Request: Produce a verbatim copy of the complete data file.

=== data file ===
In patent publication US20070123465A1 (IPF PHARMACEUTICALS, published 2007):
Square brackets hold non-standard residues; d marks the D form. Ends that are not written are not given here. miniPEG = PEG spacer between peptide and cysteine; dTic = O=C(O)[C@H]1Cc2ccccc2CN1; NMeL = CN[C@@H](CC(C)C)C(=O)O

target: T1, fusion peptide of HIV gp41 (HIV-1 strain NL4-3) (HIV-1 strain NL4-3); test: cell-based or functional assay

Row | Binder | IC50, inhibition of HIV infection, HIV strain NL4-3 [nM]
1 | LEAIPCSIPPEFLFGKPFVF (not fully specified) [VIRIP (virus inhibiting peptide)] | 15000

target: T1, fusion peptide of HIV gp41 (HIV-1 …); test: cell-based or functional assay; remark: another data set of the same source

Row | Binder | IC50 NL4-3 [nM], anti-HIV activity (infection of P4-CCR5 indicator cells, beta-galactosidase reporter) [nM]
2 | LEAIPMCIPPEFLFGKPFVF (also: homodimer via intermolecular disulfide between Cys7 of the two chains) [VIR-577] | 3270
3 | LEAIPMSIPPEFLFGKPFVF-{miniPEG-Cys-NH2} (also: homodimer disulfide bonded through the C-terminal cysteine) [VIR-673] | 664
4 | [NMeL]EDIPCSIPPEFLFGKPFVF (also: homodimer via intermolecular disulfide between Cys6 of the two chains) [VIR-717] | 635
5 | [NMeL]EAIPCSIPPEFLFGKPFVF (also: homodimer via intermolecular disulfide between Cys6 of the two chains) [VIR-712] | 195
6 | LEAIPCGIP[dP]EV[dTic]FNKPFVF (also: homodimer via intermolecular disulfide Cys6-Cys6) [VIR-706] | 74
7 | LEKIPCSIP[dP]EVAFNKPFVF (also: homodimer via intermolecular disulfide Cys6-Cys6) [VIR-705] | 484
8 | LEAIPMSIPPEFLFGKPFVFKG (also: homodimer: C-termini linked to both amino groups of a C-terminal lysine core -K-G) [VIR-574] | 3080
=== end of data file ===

In patent publication US20070123465A1 (IPF PHARMACEUTICALS, published 2007):
Square brackets hold non-standard residues; d marks the D form. Ends that are not written are not given here. miniPEG = PEG spacer between peptide and cysteine; dTic = O=C(O)[C@H]1Cc2ccccc2CN1; NMeL = CN[C@@H](CC(C)C)C(=O)O

target: T1, fusion peptide of HIV gp41 (HIV-1 strain NL4-3) (HIV-1 strain NL4-3); test: cell-based or functional assay

Row | Binder | IC50, inhibition of HIV infection, HIV strain NL4-3 [nM]
1 | LEAIPCSIPPEFLFGKPFVF (not fully specified) [VIRIP (virus inhibiting peptide)] | 15000

target: T1, fusion peptide of HIV gp41 (HIV-1 …); test: cell-based or functional assay; remark: another data set of the same source

Row | Binder | IC50 NL4-3 [nM], anti-HIV activity (infection of P4-CCR5 indicator cells, beta-galactosidase reporter) [nM]
2 | LEAIPMCIPPEFLFGKPFVF (also: homodimer via intermolecular disulfide between Cys7 of the two chains) [VIR-577] | 3270
3 | LEAIPMSIPPEFLFGKPFVF-{miniPEG-Cys-NH2} (also: homodimer disulfide bonded through the C-terminal cysteine) [VIR-673] | 664
4 | [NMeL]EDIPCSIPPEFLFGKPFVF (also: homodimer via intermolecular disulfide between Cys6 of the two chains) [VIR-717] | 635
5 | [NMeL]EAIPCSIPPEFLFGKPFVF (also: homodimer via intermolecular disulfide between Cys6 of the two chains) [VIR-712] | 195
6 | LEAIPCGIP[dP]EV[dTic]FNKPFVF (also: homodimer via intermolecular disulfide Cys6-Cys6) [VIR-706] | 74
7 | LEKIPCSIP[dP]EVAFNKPFVF (also: homodimer via intermolecular disulfide Cys6-Cys6) [VIR-705] | 484
8 | LEAIPMSIPPEFLFGKPFVFKG (also: homodimer: C-termini linked to both amino groups of a C-terminal lysine core -K-G) [VIR-574] | 3080